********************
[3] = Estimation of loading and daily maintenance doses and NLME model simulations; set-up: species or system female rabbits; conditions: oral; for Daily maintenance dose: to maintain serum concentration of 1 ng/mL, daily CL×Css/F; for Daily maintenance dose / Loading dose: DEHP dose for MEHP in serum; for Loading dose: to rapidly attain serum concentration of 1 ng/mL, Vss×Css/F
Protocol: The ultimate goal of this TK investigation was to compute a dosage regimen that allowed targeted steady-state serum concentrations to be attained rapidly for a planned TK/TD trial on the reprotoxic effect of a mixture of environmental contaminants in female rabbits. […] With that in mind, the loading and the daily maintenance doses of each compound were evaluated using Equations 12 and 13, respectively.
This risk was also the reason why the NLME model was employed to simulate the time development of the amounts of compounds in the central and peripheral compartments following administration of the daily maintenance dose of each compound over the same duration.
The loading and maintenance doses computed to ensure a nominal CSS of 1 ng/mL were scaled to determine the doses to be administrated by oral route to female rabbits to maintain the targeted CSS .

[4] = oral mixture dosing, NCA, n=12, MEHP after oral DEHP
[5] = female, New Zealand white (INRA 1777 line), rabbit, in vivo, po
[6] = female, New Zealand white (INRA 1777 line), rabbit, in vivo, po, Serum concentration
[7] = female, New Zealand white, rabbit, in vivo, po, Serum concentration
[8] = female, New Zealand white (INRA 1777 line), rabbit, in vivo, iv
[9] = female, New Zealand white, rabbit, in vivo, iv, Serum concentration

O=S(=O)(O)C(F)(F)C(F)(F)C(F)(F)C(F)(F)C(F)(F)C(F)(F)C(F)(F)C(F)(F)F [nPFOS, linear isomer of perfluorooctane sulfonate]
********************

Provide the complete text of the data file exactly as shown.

[3] = Estimation of loading and daily maintenance doses and NLME model simulations; set-up: species or system female rabbits; conditions: oral; for Daily maintenance dose: to maintain serum concentration of 1 ng/mL, daily CL×Css/F; for Daily maintenance dose / Loading dose: DEHP dose for MEHP in serum; for Loading dose: to rapidly attain serum concentration of 1 ng/mL, Vss×Css/F
Protocol: The ultimate goal of this TK investigation was to compute a dosage regimen that allowed targeted steady-state serum concentrations to be attained rapidly for a planned TK/TD trial on the reprotoxic effect of a mixture of environmental contaminants in female rabbits. […] With that in mind, the loading and the daily maintenance doses of each compound were evaluated using Equations 12 and 13, respectively.
This risk was also the reason why the NLME model was employed to simulate the time development of the amounts of compounds in the central and peripheral compartments following administration of the daily maintenance dose of each compound over the same duration.
The loading and maintenance doses computed to ensure a nominal CSS of 1 ng/mL were scaled to determine the doses to be administrated by oral route to female rabbits to maintain the targeted CSS .

[4] = oral mixture dosing, NCA, n=12, MEHP after oral DEHP
[5] = female, New Zealand white (INRA 1777 line), rabbit, in vivo, po
[6] = female, New Zealand white (INRA 1777 line), rabbit, in vivo, po, Serum concentration
[7] = female, New Zealand white, rabbit, in vivo, po, Serum concentration
[8] = female, New Zealand white (INRA 1777 line), rabbit, in vivo, iv
[9] = female, New Zealand white, rabbit, in vivo, iv, Serum concentration

O=S(=O)(O)C(F)(F)C(F)(F)C(F)(F)C(F)(F)C(F)(F)C(F)(F)C(F)(F)C(F)(F)F [nPFOS, linear isomer of perfluorooctane sulfonate]